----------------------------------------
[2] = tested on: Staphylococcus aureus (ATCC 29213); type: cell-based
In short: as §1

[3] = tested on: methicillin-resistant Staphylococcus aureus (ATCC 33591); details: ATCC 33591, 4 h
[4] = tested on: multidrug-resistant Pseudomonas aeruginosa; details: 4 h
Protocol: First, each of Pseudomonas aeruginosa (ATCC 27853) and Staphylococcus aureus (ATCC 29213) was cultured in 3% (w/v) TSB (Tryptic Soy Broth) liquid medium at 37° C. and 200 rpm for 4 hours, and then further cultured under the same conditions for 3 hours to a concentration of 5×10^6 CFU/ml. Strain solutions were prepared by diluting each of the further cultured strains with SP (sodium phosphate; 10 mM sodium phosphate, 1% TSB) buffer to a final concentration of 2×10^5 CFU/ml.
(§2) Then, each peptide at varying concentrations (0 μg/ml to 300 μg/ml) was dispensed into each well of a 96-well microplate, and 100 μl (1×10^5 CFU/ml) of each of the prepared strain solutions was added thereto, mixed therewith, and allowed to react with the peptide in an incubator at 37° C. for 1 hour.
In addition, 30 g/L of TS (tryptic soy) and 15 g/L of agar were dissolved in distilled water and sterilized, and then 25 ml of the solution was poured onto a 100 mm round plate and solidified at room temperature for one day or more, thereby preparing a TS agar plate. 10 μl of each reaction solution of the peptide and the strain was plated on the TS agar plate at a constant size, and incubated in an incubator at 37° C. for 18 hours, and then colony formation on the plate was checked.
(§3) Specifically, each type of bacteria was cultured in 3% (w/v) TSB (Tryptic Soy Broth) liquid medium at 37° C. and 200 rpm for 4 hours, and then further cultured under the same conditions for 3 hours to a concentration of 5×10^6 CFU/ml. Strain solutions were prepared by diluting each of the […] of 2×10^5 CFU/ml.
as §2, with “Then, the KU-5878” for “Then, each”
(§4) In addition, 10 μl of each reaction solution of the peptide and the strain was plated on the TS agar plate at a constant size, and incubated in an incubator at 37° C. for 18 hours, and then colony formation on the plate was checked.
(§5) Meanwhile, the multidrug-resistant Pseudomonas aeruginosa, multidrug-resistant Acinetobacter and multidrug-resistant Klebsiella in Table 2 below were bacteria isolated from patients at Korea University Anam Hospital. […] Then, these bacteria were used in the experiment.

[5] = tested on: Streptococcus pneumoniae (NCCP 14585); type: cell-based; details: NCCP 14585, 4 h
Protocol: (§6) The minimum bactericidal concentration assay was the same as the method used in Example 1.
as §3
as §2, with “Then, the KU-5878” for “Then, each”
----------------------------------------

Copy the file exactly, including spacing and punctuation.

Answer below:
[2] = tested on: Staphylococcus aureus (ATCC 29213); type: cell-based
In short: as §1

[3] = tested on: methicillin-resistant Staphylococcus aureus (ATCC 33591); details: ATCC 33591, 4 h
[4] = tested on: multidrug-resistant Pseudomonas aeruginosa; details: 4 h
Protocol: First, each of Pseudomonas aeruginosa (ATCC 27853) and Staphylococcus aureus (ATCC 29213) was cultured in 3% (w/v) TSB (Tryptic Soy Broth) liquid medium at 37° C. and 200 rpm for 4 hours, and then further cultured under the same conditions for 3 hours to a concentration of 5×10^6 CFU/ml. Strain solutions were prepared by diluting each of the further cultured strains with SP (sodium phosphate; 10 mM sodium phosphate, 1% TSB) buffer to a final concentration of 2×10^5 CFU/ml.
(§2) Then, each peptide at varying concentrations (0 μg/ml to 300 μg/ml) was dispensed into each well of a 96-well microplate, and 100 μl (1×10^5 CFU/ml) of each of the prepared strain solutions was added thereto, mixed therewith, and allowed to react with the peptide in an incubator at 37° C. for 1 hour.
In addition, 30 g/L of TS (tryptic soy) and 15 g/L of agar were dissolved in distilled water and sterilized, and then 25 ml of the solution was poured onto a 100 mm round plate and solidified at room temperature for one day or more, thereby preparing a TS agar plate. 10 μl of each reaction solution of the peptide and the strain was plated on the TS agar plate at a constant size, and incubated in an incubator at 37° C. for 18 hours, and then colony formation on the plate was checked.
(§3) Specifically, each type of bacteria was cultured in 3% (w/v) TSB (Tryptic Soy Broth) liquid medium at 37° C. and 200 rpm for 4 hours, and then further cultured under the same conditions for 3 hours to a concentration of 5×10^6 CFU/ml. Strain solutions were prepared by diluting each of the […] of 2×10^5 CFU/ml.
as §2, with “Then, the KU-5878” for “Then, each”
(§4) In addition, 10 μl of each reaction solution of the peptide and the strain was plated on the TS agar plate at a constant size, and incubated in an incubator at 37° C. for 18 hours, and then colony formation on the plate was checked.
(§5) Meanwhile, the multidrug-resistant Pseudomonas aeruginosa, multidrug-resistant Acinetobacter and multidrug-resistant Klebsiella in Table 2 below were bacteria isolated from patients at Korea University Anam Hospital. […] Then, these bacteria were used in the experiment.

[5] = tested on: Streptococcus pneumoniae (NCCP 14585); type: cell-based; details: NCCP 14585, 4 h
Protocol: (§6) The minimum bactericidal concentration assay was the same as the method used in Example 1.
as §3
as §2, with “Then, the KU-5878” for “Then, each”